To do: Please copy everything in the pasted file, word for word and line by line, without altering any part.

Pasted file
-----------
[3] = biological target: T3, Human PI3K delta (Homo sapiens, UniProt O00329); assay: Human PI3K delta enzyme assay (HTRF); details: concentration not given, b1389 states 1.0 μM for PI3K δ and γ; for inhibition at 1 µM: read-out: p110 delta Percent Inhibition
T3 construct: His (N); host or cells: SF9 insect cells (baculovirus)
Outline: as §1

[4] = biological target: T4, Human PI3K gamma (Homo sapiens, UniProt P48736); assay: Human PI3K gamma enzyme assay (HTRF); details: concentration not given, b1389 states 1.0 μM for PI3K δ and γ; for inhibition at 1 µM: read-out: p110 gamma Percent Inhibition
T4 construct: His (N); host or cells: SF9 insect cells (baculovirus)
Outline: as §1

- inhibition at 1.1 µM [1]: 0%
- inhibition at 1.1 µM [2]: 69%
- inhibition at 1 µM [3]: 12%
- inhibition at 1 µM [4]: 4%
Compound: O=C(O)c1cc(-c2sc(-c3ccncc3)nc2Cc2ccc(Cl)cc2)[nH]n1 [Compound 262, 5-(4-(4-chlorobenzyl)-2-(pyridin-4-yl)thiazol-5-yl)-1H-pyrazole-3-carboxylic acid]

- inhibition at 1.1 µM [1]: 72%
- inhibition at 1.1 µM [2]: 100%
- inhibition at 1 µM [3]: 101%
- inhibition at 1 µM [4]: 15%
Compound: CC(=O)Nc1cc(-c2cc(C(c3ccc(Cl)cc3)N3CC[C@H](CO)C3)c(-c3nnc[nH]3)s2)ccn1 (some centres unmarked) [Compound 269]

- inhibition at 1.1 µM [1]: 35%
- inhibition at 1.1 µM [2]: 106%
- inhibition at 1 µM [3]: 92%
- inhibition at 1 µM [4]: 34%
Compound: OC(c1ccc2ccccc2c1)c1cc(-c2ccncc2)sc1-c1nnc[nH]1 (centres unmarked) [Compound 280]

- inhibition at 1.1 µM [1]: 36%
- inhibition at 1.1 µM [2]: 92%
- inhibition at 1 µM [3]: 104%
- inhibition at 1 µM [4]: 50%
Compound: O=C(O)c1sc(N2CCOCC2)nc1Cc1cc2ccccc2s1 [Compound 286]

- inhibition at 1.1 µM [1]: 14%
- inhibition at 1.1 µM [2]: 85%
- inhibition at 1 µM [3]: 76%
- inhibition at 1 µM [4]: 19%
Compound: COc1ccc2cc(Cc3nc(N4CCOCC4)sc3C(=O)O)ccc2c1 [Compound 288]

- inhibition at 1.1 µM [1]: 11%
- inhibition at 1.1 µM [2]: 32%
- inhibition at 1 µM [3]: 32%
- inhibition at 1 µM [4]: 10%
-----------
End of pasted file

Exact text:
[3] = biological target: T3, Human PI3K delta (Homo sapiens, UniProt O00329); assay: Human PI3K delta enzyme assay (HTRF); details: concentration not given, b1389 states 1.0 μM for PI3K δ and γ; for inhibition at 1 µM: read-out: p110 delta Percent Inhibition
T3 construct: His (N); host or cells: SF9 insect cells (baculovirus)
Outline: as §1

[4] = biological target: T4, Human PI3K gamma (Homo sapiens, UniProt P48736); assay: Human PI3K gamma enzyme assay (HTRF); details: concentration not given, b1389 states 1.0 μM for PI3K δ and γ; for inhibition at 1 µM: read-out: p110 gamma Percent Inhibition
T4 construct: His (N); host or cells: SF9 insect cells (baculovirus)
Outline: as §1

- inhibition at 1.1 µM [1]: 0%
- inhibition at 1.1 µM [2]: 69%
- inhibition at 1 µM [3]: 12%
- inhibition at 1 µM [4]: 4%
Compound: O=C(O)c1cc(-c2sc(-c3ccncc3)nc2Cc2ccc(Cl)cc2)[nH]n1 [Compound 262, 5-(4-(4-chlorobenzyl)-2-(pyridin-4-yl)thiazol-5-yl)-1H-pyrazole-3-carboxylic acid]

- inhibition at 1.1 µM [1]: 72%
- inhibition at 1.1 µM [2]: 100%
- inhibition at 1 µM [3]: 101%
- inhibition at 1 µM [4]: 15%
Compound: CC(=O)Nc1cc(-c2cc(C(c3ccc(Cl)cc3)N3CC[C@H](CO)C3)c(-c3nnc[nH]3)s2)ccn1 (some centres unmarked) [Compound 269]

- inhibition at 1.1 µM [1]: 35%
- inhibition at 1.1 µM [2]: 106%
- inhibition at 1 µM [3]: 92%
- inhibition at 1 µM [4]: 34%
Compound: OC(c1ccc2ccccc2c1)c1cc(-c2ccncc2)sc1-c1nnc[nH]1 (centres unmarked) [Compound 280]

- inhibition at 1.1 µM [1]: 36%
- inhibition at 1.1 µM [2]: 92%
- inhibition at 1 µM [3]: 104%
- inhibition at 1 µM [4]: 50%
Compound: O=C(O)c1sc(N2CCOCC2)nc1Cc1cc2ccccc2s1 [Compound 286]

- inhibition at 1.1 µM [1]: 14%
- inhibition at 1.1 µM [2]: 85%
- inhibition at 1 µM [3]: 76%
- inhibition at 1 µM [4]: 19%
Compound: COc1ccc2cc(Cc3nc(N4CCOCC4)sc3C(=O)O)ccc2c1 [Compound 288]

- inhibition at 1.1 µM [1]: 11%
- inhibition at 1.1 µM [2]: 32%
- inhibition at 1 µM [3]: 32%
- inhibition at 1 µM [4]: 10%